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Feeling Extremely Anxious And Wanting To Hide

Posted Nov 10 2009 4:46am

This morning is an anxiety day.  I woke feeling as if something were wrong.  Something was waiting to happen and I needed to stop it before it did.  A kind of mystery thriller movie my brain was playing just for me.  Nothing was wrong, though.  Everything was in the right place.  Family members were all healthy and in their proper places.  Ratties were chipper, the cats hadn't destroyed anything in the night.  All on the outside was good.  So my brain whispered, "it must be something going wrong with you." New fears.  Am I sick?  Am I getting sick?  Has the Crohn's done something new?  Little aches and pains that normally mean nothing took on new significance.  Does this mean a flare up?  What does this mean?  What is happening? 

There was a deep desire to curl up in bed, grab a brain candy book and hide from the day.  I've done that in the past.  You can't escape anxiety.  It comes to find you.  It crawls under the blankets and slithers up your spine and wraps around your head and whispers nasty things in your ear.  "Something is wrong," it whispers.  "Something horrible.  Something so terrible that you can't even comprehend and it's going to happen right......NOW!"

This morning I have no time or desire to deal with anxiety.  I am working hard at pushing it out of my head and leave it behind.  My body is taking a while to get the message.  I am so tense my forearms and hands actually hurt.  I feel hyper alert.  Everything is done in quick motions.  My fingers are literally bouncing along the keyboard as I type.  But, the keeping myself on a path, moving from one task to the next is helping.  Routine helps me.  Contact with people through out the day helps.  Music helps, writing helps, drawing and other activities that pulls me into right brain mindlessness helps.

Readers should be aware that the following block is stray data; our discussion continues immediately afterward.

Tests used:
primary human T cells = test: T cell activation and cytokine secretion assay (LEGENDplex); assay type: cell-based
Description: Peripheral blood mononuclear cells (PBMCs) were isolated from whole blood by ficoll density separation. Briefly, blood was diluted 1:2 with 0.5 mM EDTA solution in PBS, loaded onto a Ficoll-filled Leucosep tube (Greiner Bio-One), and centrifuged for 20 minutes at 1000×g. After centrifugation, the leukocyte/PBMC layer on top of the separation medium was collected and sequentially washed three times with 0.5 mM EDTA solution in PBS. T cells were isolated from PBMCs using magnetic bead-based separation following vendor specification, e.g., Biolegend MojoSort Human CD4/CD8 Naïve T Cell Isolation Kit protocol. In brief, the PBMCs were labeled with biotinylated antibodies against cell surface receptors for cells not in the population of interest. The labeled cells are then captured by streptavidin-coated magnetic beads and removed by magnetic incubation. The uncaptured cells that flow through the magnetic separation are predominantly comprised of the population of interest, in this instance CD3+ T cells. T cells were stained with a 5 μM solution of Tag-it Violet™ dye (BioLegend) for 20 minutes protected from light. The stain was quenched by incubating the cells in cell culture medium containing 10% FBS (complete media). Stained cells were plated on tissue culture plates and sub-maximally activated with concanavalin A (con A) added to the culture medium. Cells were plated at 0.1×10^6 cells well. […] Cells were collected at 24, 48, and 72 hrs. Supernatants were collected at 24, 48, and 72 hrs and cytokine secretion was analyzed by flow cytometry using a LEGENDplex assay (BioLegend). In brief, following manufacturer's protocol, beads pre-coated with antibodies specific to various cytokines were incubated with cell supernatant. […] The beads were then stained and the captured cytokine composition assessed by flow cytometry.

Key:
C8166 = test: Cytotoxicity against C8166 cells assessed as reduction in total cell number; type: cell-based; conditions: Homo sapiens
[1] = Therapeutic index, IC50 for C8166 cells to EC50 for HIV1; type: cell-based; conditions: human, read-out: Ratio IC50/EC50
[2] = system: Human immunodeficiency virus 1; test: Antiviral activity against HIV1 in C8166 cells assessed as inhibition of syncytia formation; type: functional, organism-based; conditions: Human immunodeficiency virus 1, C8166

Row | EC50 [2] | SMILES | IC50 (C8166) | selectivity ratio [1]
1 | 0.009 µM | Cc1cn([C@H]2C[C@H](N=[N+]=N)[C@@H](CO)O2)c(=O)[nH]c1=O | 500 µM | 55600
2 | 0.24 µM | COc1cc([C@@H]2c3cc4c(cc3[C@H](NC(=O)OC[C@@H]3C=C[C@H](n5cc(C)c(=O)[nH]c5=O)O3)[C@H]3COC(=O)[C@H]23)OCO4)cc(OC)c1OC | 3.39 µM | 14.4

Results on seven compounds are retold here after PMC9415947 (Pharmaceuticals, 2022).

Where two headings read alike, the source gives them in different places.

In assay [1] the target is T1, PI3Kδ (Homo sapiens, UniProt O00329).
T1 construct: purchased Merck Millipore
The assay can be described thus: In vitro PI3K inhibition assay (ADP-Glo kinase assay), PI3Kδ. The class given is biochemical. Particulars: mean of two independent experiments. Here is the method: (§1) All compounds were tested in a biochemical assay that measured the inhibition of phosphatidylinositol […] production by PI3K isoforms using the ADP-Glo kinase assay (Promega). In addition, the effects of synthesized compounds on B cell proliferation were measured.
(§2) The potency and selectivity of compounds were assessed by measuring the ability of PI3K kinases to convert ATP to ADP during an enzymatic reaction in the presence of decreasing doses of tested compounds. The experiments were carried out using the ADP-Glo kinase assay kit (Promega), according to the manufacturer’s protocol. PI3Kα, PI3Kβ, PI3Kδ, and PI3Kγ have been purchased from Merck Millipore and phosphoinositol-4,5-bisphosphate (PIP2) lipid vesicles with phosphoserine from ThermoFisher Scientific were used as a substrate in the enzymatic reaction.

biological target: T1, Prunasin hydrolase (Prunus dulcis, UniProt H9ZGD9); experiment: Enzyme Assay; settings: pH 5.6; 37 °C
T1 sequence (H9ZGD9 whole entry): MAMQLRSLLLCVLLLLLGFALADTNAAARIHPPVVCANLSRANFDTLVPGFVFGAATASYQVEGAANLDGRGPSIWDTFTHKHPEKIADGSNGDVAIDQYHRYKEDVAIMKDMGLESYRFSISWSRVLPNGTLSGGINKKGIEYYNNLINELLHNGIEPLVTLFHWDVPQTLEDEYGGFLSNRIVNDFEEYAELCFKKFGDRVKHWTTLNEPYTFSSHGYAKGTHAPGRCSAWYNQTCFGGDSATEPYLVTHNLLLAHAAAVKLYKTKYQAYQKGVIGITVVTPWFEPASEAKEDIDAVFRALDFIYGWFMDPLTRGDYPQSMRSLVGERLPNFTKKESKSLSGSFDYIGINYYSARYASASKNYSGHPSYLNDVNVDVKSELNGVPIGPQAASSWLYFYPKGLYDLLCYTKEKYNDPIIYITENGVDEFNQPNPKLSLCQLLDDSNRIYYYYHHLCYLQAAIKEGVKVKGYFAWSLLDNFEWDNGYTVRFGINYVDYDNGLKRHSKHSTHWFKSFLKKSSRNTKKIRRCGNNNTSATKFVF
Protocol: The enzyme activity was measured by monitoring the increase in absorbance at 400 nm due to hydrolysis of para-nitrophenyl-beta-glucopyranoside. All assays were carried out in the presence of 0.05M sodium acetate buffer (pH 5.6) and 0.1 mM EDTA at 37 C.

Different things work for individuals.  A long time ago when I was coming to terms with Autism and what goes along with it I had a therapist who told me to "Name my anxiety." I stared out her and then asked, "You mean like George or something?" (I tend to take things literally.  They say it is because of the Autism, I think it's because people just aren't clear about what they mean when they speak.)
The long suffering therapist sighed and said, "No.  Somethng like fear, or want, or loneliness."
"Those aren't good names.  They are depressing." I answered.
"Okay.  Let's try something else." She said.  She said that a lot when she was workng with me.
Later on I realized that she had wanted me to identify the emotions that were behind the anxiety.  What was making me anxious.  Up until then it was just plain old anxiety.  When I tried to figure out if it was the fear of loneliness, (never had been an issue up until that point) or the fear of depression (hadn't been afriad of that either) the fear of being lost, sick, alone, aliens, spiders in my shoe, kitchen utensils disapearing (which is Katy's fear, not mine)  or what ever else was on that horrible little list I found the anxiety just ramped up because now I had actual fears to go with them. 
However, this does work for some people.  By identifying the feeling behind the anxiety they can address it and then work on it.  It was the opposite for me. First came the anxiety and then I would throw a bunch of fears at it to see which one would stick.  Problem was, they all stuck.  And then invited friends. 
So, today, I will just accept that I am dealing with anxiety, the same way others have to deal with migrains or gout or an invasion of ants.  I'll turn on some music and do what I normally do and just work my way through it.  I'll do things with a bit more focus and a lot more depth to take me away from the anxiety and I know that as the day goes on it will lift and get better.  Unless the aliens really do show up.
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